The Brazen Serpent in the Desert, St. Mark’s Anglican Church, Gillingham, Kent, UK.

Sunday 11 March 2018

Jesus said to Nicodemus:
“Just as Moses lifted up the serpent in the desert,
so must the Son of Man be lifted up,
so that everyone who believes in him may have eternal life.”  John 3:14-15

Snakes have quite a reputation both in and out of Holy Scripture. From the Garden of Eden, to Moses raising a bronze serpent in the desert on God’s command to cure the snake-bitten Hebrews to today’s reference of this event by Jesus, to Mark’s gospel assurance in 16:18: “…they will pick up snakes with their hands; and when they drink deadly poison, it will not hurt them at all.” Then there is the pagan reference to snakes with which we are all completely familiar with today, the Caduceus:


– two snakes entwined on the rod carried by the god Mercury and the common symbol of medicine in the USA (though the connection of this symbol with good health is obscure). So the symbolic snake runs the gamut from the evil to the good! And today Jesus himself seems to link himself to the event in the desert when snake bites had descended like a plague upon the wavering Hebrews, and Moses, following God’s directions, had an image of a serpent raised up, and those who looked upon it were cured. They had been punished for their repeated failure to believe in and trust God as they wandered, seemingly without end, through the wilderness, and now here was redemption.

Today’s first reading relates to an even more disastrous failure to trust and obey God. Despite many warnings from the prophets, the Hebrews in the centuries following the division of their land into Judah and Israel after Solomon’s reign, repeatedly ran to the pagan gods of the peoples who surrounded them. Indeed, archeologists have found statues of these gods in the excavated homes of the Jewish people of that time, even in Jerusalem itself. The prophesied results were, first, the northern kingdom of Israel was conquered by pagan peoples and the Jews there were dispersed, the origin of the legend of the “lost tribes”. Then the southern kingdom of Judah was conquered by the Babylonians, the Temple was destroyed, the Ark of the Covenant vanished, and many of the leading people were taken captive into exile in Babylon. Only with the more tolerant rule of the Persians, who had defeated the Babylonians, were the Jews allowed to return to Jerusalem. After that, the archeologists tell us, no more pagan shrines were found in the homes of the Jews. A very painful lesson had been learned! So in some strange way, the brazen serpent in the desert and the tolerance of the Persian king Cyrus seem to suggest the same thing: return repentant to a forgiving God to be restored to the peace and joy of true trust and belief in the Almighty.

I think that is the clue to Jesus’ extraordinary comparison with his impending crucifixion, when he was “raised up” like the serpent in the desert. People would see that and believe in him. Scholars think that this reference to being “raised up” establishes the setting for the entire Passion of Christ. First, he was raised up on the cross, where he breathed his last. Then, three days later, he was raised from death. Then after that he was raised from the earth into heaven at the Ascension. So to see Jesus raised on the cross, in fulfillment of the prophesies concerning the Suffering Servant found in Isaiah, is to witness the first great episode of our salvation. Our thought might be, if this man was prepared to endure that rather than deny his central teaching of absolute love of and trust in God, neighbor and self, then we should reflect most deeply on that message; it was the core belief that gave him the strength to endure the unendurable! It must be the ultimate trust in God’s truth, no matter what. It represents the complete opposite of what you see: A crucified man nailed to wooden beams and left to rot proclaiming nothing but love and forgiveness. Then the two other events just mentioned prove thepoint – there is nothing that can quench love of God, neighbor and self. Such trust is what the Lord asks of each one of us. Are we prepared to be “raised up” and seen as a true source of God’s redemptive love in what others know of our words and actions? Not that we raise ourselves up, but others have to pass judgement on us and in their mind’s eye see us for what we truly are, children of God.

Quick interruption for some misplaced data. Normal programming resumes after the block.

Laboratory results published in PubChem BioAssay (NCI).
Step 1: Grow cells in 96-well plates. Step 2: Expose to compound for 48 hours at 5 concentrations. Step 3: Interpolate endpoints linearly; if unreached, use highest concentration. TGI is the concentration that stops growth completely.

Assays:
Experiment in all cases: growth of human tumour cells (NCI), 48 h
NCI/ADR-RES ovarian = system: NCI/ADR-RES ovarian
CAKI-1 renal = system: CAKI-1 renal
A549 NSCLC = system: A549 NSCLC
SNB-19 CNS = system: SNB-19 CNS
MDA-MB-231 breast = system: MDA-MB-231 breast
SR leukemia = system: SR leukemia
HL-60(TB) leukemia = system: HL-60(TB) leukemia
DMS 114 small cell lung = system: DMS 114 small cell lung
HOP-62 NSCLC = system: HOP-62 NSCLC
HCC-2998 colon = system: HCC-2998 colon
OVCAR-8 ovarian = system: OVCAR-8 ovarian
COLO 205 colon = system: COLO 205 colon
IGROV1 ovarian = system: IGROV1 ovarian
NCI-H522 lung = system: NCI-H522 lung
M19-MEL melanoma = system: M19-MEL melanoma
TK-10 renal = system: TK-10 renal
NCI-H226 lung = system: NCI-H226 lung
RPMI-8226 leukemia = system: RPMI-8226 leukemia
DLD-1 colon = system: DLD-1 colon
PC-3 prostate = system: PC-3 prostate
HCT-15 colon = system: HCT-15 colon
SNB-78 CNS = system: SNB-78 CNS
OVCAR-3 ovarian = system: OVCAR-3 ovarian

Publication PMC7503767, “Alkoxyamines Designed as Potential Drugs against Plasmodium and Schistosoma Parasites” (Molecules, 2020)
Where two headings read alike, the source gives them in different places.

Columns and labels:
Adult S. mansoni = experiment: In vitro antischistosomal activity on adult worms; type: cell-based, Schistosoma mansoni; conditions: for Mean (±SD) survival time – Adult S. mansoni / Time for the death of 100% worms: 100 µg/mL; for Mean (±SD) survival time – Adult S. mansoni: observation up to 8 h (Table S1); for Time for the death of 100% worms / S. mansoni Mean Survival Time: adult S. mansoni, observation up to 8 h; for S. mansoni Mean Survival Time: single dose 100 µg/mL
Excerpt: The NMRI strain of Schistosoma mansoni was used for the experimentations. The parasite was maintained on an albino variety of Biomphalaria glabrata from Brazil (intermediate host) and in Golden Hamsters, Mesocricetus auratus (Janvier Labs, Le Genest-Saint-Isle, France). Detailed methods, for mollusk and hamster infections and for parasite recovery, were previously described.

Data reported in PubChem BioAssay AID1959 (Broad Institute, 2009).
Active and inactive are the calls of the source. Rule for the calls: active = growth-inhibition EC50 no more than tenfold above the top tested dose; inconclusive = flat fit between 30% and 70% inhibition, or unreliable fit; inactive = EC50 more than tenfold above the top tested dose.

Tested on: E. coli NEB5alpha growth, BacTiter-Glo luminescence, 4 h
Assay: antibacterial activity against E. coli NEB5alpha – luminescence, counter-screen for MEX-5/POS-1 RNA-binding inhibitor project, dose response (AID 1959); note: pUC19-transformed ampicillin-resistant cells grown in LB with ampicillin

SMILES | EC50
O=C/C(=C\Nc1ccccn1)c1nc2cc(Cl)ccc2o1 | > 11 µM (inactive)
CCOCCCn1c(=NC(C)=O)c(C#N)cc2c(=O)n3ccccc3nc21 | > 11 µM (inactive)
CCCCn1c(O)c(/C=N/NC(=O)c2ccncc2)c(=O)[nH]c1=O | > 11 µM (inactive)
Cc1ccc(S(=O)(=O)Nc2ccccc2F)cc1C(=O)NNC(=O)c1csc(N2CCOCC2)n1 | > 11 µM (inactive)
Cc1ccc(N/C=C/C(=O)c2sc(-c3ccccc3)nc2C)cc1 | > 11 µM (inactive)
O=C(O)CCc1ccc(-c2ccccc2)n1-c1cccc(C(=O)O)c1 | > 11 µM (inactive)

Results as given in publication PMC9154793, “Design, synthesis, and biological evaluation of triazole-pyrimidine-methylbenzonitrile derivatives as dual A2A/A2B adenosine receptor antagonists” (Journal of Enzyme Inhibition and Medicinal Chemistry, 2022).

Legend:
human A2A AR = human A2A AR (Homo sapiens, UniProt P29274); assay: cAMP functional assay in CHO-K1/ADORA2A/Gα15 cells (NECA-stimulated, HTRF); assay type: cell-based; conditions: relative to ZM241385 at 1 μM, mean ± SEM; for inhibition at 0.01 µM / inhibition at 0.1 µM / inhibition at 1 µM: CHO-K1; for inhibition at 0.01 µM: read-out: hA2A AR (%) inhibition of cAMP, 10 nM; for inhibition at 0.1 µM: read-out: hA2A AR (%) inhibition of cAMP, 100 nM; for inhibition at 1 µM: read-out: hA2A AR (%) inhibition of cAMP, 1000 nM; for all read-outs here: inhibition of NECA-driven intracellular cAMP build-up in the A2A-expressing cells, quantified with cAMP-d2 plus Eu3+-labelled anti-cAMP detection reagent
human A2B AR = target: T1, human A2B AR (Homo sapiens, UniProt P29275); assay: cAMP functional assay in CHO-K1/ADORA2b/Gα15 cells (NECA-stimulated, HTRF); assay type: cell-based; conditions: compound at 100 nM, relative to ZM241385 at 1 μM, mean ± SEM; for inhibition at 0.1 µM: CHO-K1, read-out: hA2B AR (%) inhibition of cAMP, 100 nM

Lent, then is a time to examine our lives, our motives, our thoughts even, to see if they are aligned with God’s will for each of us. Can we, with clear conscience, be seen as true believers in the goodness of God and of those around us no matter what? 


Christ Crucified, Velázquez, Museo del Prado, Madrid, Spain.

This Sunday is traditionally called Laetare Sunday, or Rejoice Sunday. It marks the half-way point in Lent, so the more festive rose-colored priestly vestments which may be worn today are meant to encourage us in our Lenten privations to be vigilant and continue. Not much longer!


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